Iraq: Research Terms of Reference, Multi Cluster Needs Assessment (MCNA) IX IRQ2018, May 2021

Manual and Guideline
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In 2021, more than three years after the end of military operations against the Islamic State of Iraq and the Levant (ISIL), Iraq remains a fragile humanitarian context of ‘’protracted, widespread internal displacement, ongoing but limited returns due to security concerns, disrupted access to basic services and destroyed livelihoods in the area of origin, and increased protection risks’’. 11 Since the beginning of 2021, approximately 1.2 million people remain internally displaced with more than half of them for more than four years, and 4.1 million people needing some form of humanitarian assistance, including 2.4 million people with acute humanitarian needs.These trends have been further exacerbated by a dual shock of the collapse of oil prices in 2020 and the COVID-19 pandemic. 13 While the Iraqi government was able to largely contain the spread of the virus in the early stages, governmentimposed movement restrictions, together with the temporary closure of shops and non-essential businesses have negatively impacted the ability to meet basic needs and to develop livelihoods, while increasing the number of people with severe needs14 . The current economic situation in Iraq is also characterized by a currency devaluation, due to oil-price collapse, happening for the first time in decades, 15 which further shrinks the economy of the country. In addition, the closure of internally dispaced person (IDP) camps, in October 2020, across Iraq, amplified already-existing population movements, while triggering premature returns and secondary displacement.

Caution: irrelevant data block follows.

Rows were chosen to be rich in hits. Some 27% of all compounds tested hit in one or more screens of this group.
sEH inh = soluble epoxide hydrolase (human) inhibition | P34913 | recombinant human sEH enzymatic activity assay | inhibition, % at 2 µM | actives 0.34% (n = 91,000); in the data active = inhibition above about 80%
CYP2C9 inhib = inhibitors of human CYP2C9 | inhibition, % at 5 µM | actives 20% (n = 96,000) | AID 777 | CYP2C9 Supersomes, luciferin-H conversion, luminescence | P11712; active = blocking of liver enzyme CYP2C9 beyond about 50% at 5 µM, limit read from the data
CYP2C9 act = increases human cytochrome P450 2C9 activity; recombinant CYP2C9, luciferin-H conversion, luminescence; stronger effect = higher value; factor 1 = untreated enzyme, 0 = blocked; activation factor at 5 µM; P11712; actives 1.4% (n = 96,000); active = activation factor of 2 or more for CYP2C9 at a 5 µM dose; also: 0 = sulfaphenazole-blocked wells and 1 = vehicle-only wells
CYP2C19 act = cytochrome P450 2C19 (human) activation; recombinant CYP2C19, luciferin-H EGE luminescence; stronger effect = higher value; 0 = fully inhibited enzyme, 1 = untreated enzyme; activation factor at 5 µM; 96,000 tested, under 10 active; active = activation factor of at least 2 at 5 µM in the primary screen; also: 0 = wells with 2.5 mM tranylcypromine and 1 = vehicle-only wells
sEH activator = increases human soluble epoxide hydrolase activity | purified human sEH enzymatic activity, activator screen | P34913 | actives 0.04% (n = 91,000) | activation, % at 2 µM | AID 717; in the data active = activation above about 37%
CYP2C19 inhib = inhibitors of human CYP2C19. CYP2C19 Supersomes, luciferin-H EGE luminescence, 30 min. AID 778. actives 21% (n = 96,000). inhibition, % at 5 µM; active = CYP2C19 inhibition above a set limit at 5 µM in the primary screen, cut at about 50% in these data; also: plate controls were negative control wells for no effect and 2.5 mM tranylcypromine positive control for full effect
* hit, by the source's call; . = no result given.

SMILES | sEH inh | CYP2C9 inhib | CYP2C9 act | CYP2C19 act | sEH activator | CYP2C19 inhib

For humanitarian actors, this has expanded the focus on out-of-camp displacement, along with needs of returnees in underserved locations.

While the national landscape is now characterized by new elements, such as COVID-19, complicating the humanitarian response, ‘’transitioning IDPs towards durable solutions remains at the top of the United Nations’ priorities in Iraq’’ this year.
This is expected to translate in overcoming significant barriers to return, rebuilding the country and enhancing local economy.

Challenges are expected for 2021, including the potential ones related to upcoming parliamentary elections, that will take place in October. These will happen in a context of protracted political instabilities, similar to protests between 2019 and start of 2021, resulting in possible delays in implementing recovery activities.